Prior to the U.S. invasion of Iraq, Saddam Hussein’s regime controlled the country with unquestionable brutality. Taking that brutality to the next level was Saddam’s son Uday, who used his position of power to exert his malevolence upon the world. Uday Hussein’s personal life of lavish pursuit, sexual brutality and tyranny is depicted in this excellent action drama.

Based on the true story of Latif Yahia, the man who was forced to become Uday’s body double, The Devil’s Double reveals an insane world of drug abuse, corruption and murder. Latif is taken from his service as a soldier in the Iraqi military and involuntarily tailored to be the third son of Saddam Hussein and Uday’s body double. Latif struggles to deal with Uday’s terrible and perverse nature as he is immersed into the world of the Iraqi royalty and ultimately takes drastic steps to flee from the evil of Uday.

Filmed in Malta, The Devil’s Double presents a glamorous party scene catering to Iraq’s elite, coupled with the dusty rural countryside we’re used to seeing in the news. It has a very frontal appearance that puts you right in the scenario.

Dominic Cooper stars in this film and shows his diversity playing both the roles of Uday and Latif. Cooper definitely plays it well. In the subtly black comical relationship between the two characters it’s easy to forget that you’re watching the same actor. It should be noted here too that the editing goes to lengths to put Cooper’s characters in the same places seamlessly. A great cast of actors supports Cooper, including Raad Rawi – who plays Uday’s conflicted agent, Munem – and Ludivine Sagnier – who portrays Uday’s mistress and Latif’s love interest, Sarrab.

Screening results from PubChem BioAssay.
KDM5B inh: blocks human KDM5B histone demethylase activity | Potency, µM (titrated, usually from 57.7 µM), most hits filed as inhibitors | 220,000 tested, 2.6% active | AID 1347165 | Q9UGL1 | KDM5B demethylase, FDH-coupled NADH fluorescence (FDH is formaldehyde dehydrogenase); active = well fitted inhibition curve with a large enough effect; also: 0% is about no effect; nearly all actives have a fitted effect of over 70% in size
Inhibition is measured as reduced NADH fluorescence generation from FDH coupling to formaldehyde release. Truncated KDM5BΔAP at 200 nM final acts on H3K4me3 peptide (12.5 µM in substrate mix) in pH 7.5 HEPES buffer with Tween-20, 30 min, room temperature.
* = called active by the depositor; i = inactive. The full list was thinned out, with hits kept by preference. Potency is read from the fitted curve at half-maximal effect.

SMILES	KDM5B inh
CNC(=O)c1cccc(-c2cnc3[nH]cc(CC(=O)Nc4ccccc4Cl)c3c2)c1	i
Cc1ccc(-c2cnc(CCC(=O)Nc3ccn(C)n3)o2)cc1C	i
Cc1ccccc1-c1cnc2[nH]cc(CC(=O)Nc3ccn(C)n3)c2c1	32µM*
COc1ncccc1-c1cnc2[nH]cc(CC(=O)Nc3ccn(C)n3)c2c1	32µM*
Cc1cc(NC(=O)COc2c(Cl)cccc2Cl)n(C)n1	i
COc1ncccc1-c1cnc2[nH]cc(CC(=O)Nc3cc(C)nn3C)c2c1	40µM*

The story of Uday Hussein in his prime and the ordeal that Latif Yahia lived through is truly a fascinating one. For those with any interest in how Saddam’s Iraq operated, this is a must see. In addition to this film’s accurate rendering of events and in-your-face style, its constantly gripping dramatic plot is well countered with some seriously super-violent sequences. Although I’m not sure how accurate to history the end of the film is, it presents a great emotional payoff with the delivery of some major poetic justice for the film’s antagonist. It makes for a captivating 108 minutes of middle-east sensationalism.

Grade: A

The Devil’s Double releases in select theaters July 29.